Whitney Plantation

I’m trying to resist writing too much about my experience at Whitney, but it’s difficult because it was such a great tour. If I compare Whitney to the narrative I was presented at Melrose Plantation earlier this summer, it’s like night and day in terms of content and critical race analysis. Basically the Melrose tour had no analysis. How Whitney differs probably from every other plantation tour out there is they present it from the perspective of the enslaved, what their lives would’ve been like, how they would’ve experienced the region.

Whitney’s tour was so in depth, so raw, that I felt like it needed to be longer just to offer a space afterwards for facilitated discussion among participants. Especially for all the white visitors, who were the majority of attendees, and who probably had little to no comprehensive education about slavery prior to coming, let alone the relationship of that “peculiar institution” (as they like to call it in history class) to present day systemic racism.

Our tour guide minced no words, and even knowing as much as I do about slavery, it was difficult to hear and see, so I can imagine it was probably incredibly intense for white folks. I would’ve been interested to know what they thought of the experience–whether they really took in what was being said and believed it and drew any connections to the present day state of affairs, or if they felt like it was all in the past, and this was all an exaggerated, overdramatized narrative for shock factor. Either way, I think a talk-back after the tour (in the air conditioned building) might need to be incorporated, as well as built in time to guide people to further informational resources, which were available in the gift shop, to make sure the information sticks.

It was an incredible guided tour and one that everyone should do; it should be a mandatory field-trip for school children in Louisiana.

In the waiting area before the tour starts there’s a two room display with information about slavery in the region–particularly how women were affected, Louisiana laws, and the trafficking routes and how current African Americans are connected culturally to places they would’ve originated from:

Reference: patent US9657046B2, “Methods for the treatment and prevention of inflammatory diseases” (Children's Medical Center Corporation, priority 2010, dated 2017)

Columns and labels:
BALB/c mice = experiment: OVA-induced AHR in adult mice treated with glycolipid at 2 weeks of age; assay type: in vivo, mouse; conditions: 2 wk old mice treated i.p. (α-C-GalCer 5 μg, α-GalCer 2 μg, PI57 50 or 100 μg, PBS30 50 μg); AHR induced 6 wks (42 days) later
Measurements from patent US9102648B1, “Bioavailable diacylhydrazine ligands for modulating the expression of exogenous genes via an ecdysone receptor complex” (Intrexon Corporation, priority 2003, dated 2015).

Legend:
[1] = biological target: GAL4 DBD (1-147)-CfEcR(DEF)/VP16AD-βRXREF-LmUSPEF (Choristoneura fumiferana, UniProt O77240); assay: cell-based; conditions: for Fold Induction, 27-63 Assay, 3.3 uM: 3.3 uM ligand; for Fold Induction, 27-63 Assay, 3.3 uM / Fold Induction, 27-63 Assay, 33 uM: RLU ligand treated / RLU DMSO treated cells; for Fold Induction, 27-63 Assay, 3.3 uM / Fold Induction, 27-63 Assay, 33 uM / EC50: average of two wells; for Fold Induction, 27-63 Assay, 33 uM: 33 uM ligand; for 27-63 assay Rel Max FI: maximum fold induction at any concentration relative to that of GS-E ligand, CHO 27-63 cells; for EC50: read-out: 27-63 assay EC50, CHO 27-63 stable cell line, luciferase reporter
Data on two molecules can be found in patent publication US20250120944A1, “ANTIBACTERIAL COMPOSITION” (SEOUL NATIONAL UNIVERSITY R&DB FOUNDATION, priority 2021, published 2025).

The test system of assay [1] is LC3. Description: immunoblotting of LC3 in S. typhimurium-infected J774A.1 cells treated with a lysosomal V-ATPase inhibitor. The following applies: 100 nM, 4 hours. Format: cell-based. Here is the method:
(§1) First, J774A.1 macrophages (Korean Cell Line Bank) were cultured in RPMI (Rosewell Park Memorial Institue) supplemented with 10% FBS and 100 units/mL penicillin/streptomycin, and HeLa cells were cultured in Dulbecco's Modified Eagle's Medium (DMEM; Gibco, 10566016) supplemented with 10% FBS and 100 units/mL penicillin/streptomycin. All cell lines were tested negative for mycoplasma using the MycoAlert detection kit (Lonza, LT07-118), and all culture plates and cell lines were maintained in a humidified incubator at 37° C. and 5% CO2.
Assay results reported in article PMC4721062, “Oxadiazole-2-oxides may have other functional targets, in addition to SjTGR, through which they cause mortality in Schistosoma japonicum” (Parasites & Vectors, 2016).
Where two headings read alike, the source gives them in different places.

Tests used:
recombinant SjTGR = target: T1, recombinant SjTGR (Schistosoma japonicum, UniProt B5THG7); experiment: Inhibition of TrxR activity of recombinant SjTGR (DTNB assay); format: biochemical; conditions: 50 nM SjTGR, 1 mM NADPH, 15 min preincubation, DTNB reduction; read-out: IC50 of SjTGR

First stop on the tour was to this church that was built by formerly enslaved Blacks, all the siding was handcrafted. It was originally named, Anti-Yoke, in protest of bondage, but eventually they changed the name to Antioch. Inside were sculptures created by Woodrow Nash. When we arrived for the tour we were given a lanyard with a picture of one of the statues with a name and a background story. They’re meant to represent the children who would’ve lived on the plantation, but aren’t necessarily depicting specific people’s likenesses. The stories however, or quotes, are based on real people. Ironically the stories come from the Federal Writers Project that are housed in the Cammie G. Henry Research Center–the last owner of the Melrose Plantation–maybe she wasn’t your typical “well meaning white” person after all…or maybe she was.

My card was for Francis Doby, 100 years old at the time of her interview:

…out in de camp, out yonda in de camp near da cane fields, de ole, ole women too old to work and too old to make de babies, dey stay an mind de young chilens so dat de ma kin all work in de fields and dey feed dam an all so when de ma come back all dey got to do is to push ’em in de bed, all of dem in de same bed.

 

Next we visited several memorials. The first were wall panels listing known names, birth and death dates, of enslaved people who lived on this plantation. A couple of names pointed out were the enslaved children of the plantation owner, demonstrating the sheer callousness, to rape enslaved women, who then have their children that they in turn enslaved and many times sold for profit. The bell was described as being rung to gather enslaved people, often times to make everyone watch as someone was whipped. It was also described as the north’s complicity in the institution of slavery–most iron made items, bells, shackles, jails, were produced in northern cities. Despite their keeping their hands clean in the trafficking of humans, they profited from the sale of items used daily on those plantations. There was also a memorial to the children who didn’t live past 2 years old.

Next we moved to the slave cabins, some original, others moved from other plantations, and a description of what the sugarcane growing, harvesting, and cooking process would’ve been like and how gruesome it was. Those big “bowls” are sugar kettles that would be heated up, and molten sugar would be stirred and reduced often causing disabling and deadly burns. The sugarcane plants were in dense fields for miles on our approach to Whitney. The original slave cabin had a couple more statues by Woodrow Nash on the porch.

 

We finished our tour rounding by some of the other structures on the property, some stables, outdoor spaces, the kitchen–a standalone building, and finally “the big house” where the master and his family would’ve lived.